Monday, 14 December 2015

Former Volvo exec to join Ricardo board

Maline Persson joins Ricardo plc in the UK from next month as a non-executive director.

Maline Persson worked at Volvo from 1985 to 2012, holding various roles including vice president of corporate strategy and business development, as well as president and chief executive officer of innovation company, Volvo Technology, and head of environmental affairs at Volvo Logistics.

Persson has an MSc in industrial engineering and management from Chalmers University of Technology in Gothenburg.

Volvo Technology says its main assignment is to drive research, development and advanced engineering for the long term competitiveness of the Volvo Group products and services.

Areas of operation also include innovation, business engineering, and corporate services. Technology areas in focus are Technology Strategy & Innovation, Transport Solutions & Services, Energy Efficiency & Environment, Vehicle Technology & Safety, Electrical & Embedded Systems, and Supply Chain, which includes materials technology, environment & chemistry and process development & manufacturing engineering.

It will be interesting to see if Persson has input into Ricardo's natural gas heavy duty vehicle research.

Significantly, perhaps, Cummins Inc., Volvo and Westport Corporation all have an interest in heavy duty natural gas engines, including high-pressure direct injection natural gas engines that are in various stages of development.

Ricardo recently became a key partner in the European Commission’s Horizon 2020 Green Vehicle initiative – HDGAS – set up to develop and optimise advanced powertrain concepts based on dual fuel and natural gas, principally for application in long-haul trucks.

HDGAS is set on delivering improved fuel efficiency and reduced GHG (greenhouse gas) emissions, whilst meeting current Euro VI emission standards. As such the teams will be looking to develop new technologies able to deliver 10 per cent improvements in torque, power, fuel efficiency and GHG reduction.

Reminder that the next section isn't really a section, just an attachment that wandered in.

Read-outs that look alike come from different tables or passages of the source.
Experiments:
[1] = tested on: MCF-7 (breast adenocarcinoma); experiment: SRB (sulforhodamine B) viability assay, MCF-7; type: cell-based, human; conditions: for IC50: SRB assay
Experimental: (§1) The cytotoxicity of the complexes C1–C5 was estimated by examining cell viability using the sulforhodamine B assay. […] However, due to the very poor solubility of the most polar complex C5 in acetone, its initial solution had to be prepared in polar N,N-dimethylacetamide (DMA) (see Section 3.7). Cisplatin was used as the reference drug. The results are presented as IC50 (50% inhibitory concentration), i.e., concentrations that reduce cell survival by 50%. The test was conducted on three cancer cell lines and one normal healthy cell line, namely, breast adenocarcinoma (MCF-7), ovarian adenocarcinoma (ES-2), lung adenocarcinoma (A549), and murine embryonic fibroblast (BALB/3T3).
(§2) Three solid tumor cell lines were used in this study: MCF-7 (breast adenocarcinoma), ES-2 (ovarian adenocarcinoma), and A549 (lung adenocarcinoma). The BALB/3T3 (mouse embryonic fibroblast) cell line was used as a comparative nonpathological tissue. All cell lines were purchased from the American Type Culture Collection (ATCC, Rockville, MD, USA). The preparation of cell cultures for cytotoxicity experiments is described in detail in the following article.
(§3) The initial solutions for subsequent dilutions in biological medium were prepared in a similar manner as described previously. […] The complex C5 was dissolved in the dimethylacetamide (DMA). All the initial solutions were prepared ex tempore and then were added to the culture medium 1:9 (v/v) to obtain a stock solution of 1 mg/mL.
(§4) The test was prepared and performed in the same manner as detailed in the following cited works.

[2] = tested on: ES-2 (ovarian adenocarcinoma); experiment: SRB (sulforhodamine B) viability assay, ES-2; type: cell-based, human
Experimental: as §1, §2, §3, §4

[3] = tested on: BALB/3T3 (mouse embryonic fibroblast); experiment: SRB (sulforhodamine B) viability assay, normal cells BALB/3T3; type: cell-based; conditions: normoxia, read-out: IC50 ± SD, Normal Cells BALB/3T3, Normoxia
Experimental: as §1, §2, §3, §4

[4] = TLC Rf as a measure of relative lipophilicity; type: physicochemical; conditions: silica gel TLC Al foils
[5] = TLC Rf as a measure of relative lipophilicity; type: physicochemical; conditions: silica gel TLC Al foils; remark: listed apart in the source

Meanwhile, Westport Corporation of Vancouver, Canada and Cummins Inc., of Columbus, Indiana, have been partners in various projects, and both have developed high pressure direct injection (HPDI) systems for gas engines.

Westport’s HPDI technology, for example, uses natural gas as the primary fuel along with a small amount (five per cent) of diesel as a pilot ignition source, or ‘liquid spark plug’.

At the heart of the engine is a patented injector with a dual-concentric needle design.

It allows small quantities of diesel fuel and large quantities of natural gas to be delivered at high pressure to the combustion chamber. The natural gas is injected at the end of the compression stroke.

Under pressures normally found in the combustion chambers of normal diesel engines, natural gas requires a higher ignition temperature than diesel.

To assist with ignition, a small amount of diesel fuel is injected into the engine cylinder followed by the main natural gas fuel injection. The diesel acts as a pilot, rapidly igniting the hot combustion products, and thus the natural gas. HPDI replaces approximately 95 per cent of the diesel fuel (by energy) with natural gas.

Currently in development at Westport is an LNG locomotive programme, an automotive programme with General Motors, an LNG system to supply a new 13-litre Volvo engine, an engine programme with Tata Motors of India, and the WP580 program with GAZ.

This year, Westport launched the Westport WiNG Power System for the 2016 Ford F-150 in a dedicated CNG, bi-fuel CNG and dedicated liquid propane (LPG) configuration. Westport also launched the new 2016 bi-fuel Volvo V60 based on the new Drive-E platform.

The recent plunging price of oil, however, has made natural gas less attractive to long-distance truckers, especially in North America. Just how long this will be so remains to be seen. But engine researchers such as Ricardo plc, relying on global interests for income, have to take ‘the long view’.

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